The modern seaside in Britain has, in fact, always been a racialised environment. It is a place where social constructions and beliefs about race have defined spaces and architectural design, forms of entertainment, leisure and tourism economies, and the provision of cultural services and infrastructure. A visitor to any seafront will encounter Orientalist minarets adorning piers and bandstands, Gypsy fortune tellers and fairground themes of colonial conquest, and refreshments and wares designed for “traditional” seaside shoppers.
This has allowed white British communities (of all class backgrounds) to effectively dictate who can have access, how they should behave, how they should appear and how they should be represented. In other words, everything about how to truly belong in that environment.
In turn, the beach intensifies a fascination with bodies, determining which types of people are made welcome and which are not. The police might not enforce it in the UK, but ideas about what clothing people should or should not wear, and how they are expected to behave or perform are central to the public understanding of the beach.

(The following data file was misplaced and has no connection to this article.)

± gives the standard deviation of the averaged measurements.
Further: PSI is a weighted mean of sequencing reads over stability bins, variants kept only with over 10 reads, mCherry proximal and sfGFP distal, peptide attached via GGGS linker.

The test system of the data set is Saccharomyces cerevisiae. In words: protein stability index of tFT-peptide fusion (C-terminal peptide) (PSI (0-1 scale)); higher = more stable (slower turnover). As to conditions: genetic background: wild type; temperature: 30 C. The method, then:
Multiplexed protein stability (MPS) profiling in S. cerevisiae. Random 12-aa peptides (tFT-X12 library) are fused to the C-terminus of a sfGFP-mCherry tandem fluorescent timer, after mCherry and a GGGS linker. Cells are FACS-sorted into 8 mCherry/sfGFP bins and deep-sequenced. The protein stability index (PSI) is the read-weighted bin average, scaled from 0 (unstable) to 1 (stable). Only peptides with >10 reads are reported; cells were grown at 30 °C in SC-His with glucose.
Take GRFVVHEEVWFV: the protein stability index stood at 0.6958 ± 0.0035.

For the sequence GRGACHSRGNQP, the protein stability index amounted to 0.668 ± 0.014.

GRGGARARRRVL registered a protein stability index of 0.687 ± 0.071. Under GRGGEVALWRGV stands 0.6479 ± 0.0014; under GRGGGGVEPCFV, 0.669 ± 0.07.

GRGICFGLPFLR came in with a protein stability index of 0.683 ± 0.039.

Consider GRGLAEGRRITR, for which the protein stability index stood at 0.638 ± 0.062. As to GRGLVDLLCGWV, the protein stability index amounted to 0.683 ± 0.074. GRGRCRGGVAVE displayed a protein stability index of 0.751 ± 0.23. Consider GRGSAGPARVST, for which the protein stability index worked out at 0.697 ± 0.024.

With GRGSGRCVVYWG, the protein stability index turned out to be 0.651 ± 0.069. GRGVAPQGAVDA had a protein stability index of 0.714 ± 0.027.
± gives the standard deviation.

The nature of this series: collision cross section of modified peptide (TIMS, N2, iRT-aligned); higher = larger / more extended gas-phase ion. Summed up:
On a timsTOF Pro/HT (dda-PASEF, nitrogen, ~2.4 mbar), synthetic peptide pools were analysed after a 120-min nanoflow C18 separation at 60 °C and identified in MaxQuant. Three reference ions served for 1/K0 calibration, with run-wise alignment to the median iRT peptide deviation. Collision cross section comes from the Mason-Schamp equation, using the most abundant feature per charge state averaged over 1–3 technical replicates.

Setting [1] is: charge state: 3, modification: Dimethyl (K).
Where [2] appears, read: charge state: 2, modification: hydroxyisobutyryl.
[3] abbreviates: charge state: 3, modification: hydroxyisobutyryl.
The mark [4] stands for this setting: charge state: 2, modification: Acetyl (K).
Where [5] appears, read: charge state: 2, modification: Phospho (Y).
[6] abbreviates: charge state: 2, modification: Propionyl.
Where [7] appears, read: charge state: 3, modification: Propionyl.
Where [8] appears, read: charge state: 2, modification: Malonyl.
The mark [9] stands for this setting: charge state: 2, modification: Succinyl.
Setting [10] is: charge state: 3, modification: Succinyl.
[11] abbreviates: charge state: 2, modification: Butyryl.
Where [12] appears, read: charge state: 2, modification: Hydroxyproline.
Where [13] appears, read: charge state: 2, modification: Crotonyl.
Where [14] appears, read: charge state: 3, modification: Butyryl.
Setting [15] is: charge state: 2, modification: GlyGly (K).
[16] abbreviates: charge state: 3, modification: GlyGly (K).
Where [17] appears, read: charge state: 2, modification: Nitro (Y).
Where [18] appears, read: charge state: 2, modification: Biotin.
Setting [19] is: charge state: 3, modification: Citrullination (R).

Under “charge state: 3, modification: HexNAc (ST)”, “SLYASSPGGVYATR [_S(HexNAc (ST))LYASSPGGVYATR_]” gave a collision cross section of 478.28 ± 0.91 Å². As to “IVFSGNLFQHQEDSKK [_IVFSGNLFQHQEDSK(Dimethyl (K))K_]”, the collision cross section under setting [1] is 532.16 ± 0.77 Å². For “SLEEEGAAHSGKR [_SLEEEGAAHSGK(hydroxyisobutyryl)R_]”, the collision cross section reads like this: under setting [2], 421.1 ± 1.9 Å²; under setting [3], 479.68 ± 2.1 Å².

End of the pier show
Today, the British seaside remains an excluding space for many. Far from an innocent, apolitical place, it is one where distinctions around race, culture and religion are sharpened. It is no accident that the UK Independence Party has enjoyed recent electoral successes in coastal spaces, especially in south Essex and Thanet in Kent.
Quaint souvenir shops frequently reject the imposition of so-called political correctness, selling items that would be regarded in many other areas as racist, such as “Golly dolls”. Minority ethnic seaside residents and visitors report various forms of discriminatory treatment: physical violence, verbal abuse, surveillance in shops and social spaces – and simply being stared at by other local people.
The seaside is changing, socially and culturally, in numerous ways. With this comes hope. In terms of population demographics, the seaside is slowly becoming “less white”: home to visitors, workers, tourists, retirees, refugees and asylum seekers, students and locally-born young people from ethnic minorities. Against political claims of a country characterised by division and mistrust, seaside towns can be places of conviviality, pan-ethnic solidarity and inter-cultural exchange.
My own experiences on the south coast attest to this: productive inter-faith networks, unextraordinary mixed residential neighbourhoods, cross-cultural assistance for refugees – and even acts of symbolic support for French female Muslim beachgoers, such as Muslim women bathing in the sea at Brighton.
The seaside is as central to the modern British multicultural island story as our towns and cities, villages and countryside. For it to be a collective cultural experience, the stories, sights and sounds of the beaches on the edges of Britain must express the pasts, presents and futures of everyone.